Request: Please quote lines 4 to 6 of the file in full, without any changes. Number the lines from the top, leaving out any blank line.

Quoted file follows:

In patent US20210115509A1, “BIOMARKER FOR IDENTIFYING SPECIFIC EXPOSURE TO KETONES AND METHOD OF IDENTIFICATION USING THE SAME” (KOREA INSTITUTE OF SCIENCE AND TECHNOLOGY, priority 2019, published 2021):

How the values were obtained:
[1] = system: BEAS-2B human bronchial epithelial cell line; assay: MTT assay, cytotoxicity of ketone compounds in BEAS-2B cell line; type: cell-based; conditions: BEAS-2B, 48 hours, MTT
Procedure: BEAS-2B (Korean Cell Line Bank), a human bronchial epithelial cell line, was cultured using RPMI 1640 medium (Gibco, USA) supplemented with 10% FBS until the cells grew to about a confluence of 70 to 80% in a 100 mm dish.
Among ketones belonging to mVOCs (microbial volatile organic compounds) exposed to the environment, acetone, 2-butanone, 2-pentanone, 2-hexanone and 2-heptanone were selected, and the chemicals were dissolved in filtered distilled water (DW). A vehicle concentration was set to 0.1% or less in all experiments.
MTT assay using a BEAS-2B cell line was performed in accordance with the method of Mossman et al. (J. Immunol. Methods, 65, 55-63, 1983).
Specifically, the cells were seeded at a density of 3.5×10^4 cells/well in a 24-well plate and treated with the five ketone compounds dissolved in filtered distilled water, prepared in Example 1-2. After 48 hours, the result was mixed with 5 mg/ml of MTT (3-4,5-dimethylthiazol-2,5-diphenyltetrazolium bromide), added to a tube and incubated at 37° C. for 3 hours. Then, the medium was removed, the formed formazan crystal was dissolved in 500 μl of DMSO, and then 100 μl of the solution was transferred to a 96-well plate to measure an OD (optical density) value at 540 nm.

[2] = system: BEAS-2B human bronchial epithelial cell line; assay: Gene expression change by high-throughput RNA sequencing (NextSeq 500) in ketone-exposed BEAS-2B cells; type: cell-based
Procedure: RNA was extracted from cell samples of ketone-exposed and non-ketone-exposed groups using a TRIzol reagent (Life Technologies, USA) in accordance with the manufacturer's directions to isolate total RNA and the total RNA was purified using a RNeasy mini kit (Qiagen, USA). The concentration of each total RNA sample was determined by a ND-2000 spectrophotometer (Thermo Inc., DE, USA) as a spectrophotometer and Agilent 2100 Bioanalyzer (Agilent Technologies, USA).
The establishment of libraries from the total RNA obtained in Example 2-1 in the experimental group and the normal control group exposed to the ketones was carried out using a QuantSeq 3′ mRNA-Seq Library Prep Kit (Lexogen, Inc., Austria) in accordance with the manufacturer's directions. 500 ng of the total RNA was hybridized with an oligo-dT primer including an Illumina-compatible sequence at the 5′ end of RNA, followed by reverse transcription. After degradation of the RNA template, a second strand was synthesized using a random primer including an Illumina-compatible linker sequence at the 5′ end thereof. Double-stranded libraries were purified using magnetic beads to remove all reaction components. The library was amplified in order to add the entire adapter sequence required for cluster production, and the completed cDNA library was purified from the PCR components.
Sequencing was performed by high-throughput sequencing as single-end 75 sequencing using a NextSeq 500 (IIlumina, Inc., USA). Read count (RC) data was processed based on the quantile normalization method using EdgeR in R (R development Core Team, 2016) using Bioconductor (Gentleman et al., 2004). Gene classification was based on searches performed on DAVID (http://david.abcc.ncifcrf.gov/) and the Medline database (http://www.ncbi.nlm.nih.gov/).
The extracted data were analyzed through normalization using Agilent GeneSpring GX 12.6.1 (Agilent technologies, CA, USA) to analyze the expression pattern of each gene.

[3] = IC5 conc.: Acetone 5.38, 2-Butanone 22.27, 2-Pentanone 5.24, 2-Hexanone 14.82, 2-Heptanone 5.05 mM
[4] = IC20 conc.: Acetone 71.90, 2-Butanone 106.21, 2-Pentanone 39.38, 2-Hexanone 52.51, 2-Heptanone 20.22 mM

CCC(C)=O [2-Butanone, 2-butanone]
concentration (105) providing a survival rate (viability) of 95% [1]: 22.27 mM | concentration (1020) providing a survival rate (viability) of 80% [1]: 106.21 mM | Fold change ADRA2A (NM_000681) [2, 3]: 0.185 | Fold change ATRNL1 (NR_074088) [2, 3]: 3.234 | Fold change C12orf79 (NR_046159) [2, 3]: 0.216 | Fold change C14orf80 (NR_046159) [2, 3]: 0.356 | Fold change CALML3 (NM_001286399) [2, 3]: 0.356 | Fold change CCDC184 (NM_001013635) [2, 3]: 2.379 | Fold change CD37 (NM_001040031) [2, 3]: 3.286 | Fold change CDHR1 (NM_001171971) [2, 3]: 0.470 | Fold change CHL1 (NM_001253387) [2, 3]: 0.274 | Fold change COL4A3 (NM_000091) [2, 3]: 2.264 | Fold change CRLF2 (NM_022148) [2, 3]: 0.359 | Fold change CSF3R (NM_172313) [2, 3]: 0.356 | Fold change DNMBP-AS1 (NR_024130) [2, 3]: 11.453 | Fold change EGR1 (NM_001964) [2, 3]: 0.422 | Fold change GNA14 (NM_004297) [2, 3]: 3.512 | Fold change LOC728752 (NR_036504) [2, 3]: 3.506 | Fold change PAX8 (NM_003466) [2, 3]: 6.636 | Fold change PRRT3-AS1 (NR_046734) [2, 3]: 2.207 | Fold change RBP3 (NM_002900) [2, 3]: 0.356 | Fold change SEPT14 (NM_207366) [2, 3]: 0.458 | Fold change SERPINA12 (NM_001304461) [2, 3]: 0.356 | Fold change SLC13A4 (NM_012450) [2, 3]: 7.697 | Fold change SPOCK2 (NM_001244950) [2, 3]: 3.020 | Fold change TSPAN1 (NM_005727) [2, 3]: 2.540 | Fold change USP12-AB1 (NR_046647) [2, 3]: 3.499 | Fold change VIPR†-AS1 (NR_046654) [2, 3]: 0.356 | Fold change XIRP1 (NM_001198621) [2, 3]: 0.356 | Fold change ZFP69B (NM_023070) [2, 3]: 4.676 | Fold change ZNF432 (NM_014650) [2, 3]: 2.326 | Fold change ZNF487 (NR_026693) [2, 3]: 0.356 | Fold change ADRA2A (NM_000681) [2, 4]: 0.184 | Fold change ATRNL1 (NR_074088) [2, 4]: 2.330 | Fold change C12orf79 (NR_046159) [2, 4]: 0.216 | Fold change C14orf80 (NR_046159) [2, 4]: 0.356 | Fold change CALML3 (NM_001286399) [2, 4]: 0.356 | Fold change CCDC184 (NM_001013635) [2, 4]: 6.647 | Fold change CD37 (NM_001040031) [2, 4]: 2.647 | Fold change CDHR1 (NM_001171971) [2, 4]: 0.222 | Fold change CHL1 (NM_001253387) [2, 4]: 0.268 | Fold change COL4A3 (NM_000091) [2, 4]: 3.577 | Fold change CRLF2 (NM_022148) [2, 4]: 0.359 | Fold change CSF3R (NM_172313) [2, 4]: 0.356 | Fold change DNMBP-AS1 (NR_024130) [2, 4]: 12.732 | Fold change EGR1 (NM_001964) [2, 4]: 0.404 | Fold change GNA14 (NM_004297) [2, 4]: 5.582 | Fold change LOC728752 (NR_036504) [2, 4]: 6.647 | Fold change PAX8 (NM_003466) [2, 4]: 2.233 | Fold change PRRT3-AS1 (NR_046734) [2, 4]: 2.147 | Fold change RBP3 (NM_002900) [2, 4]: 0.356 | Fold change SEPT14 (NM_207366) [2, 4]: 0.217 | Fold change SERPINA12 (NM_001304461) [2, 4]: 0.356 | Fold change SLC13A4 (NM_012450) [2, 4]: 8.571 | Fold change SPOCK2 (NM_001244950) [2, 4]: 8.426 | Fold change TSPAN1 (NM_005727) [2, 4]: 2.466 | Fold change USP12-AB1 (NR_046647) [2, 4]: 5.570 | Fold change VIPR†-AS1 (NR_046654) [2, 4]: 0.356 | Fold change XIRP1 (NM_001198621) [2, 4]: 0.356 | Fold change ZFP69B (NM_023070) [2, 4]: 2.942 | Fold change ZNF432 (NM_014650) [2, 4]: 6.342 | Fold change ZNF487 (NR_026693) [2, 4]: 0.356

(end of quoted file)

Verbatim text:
Procedure: BEAS-2B (Korean Cell Line Bank), a human bronchial epithelial cell line, was cultured using RPMI 1640 medium (Gibco, USA) supplemented with 10% FBS until the cells grew to about a confluence of 70 to 80% in a 100 mm dish.
Among ketones belonging to mVOCs (microbial volatile organic compounds) exposed to the environment, acetone, 2-butanone, 2-pentanone, 2-hexanone and 2-heptanone were selected, and the chemicals were dissolved in filtered distilled water (DW). A vehicle concentration was set to 0.1% or less in all experiments.
MTT assay using a BEAS-2B cell line was performed in accordance with the method of Mossman et al. (J. Immunol. Methods, 65, 55-63, 1983).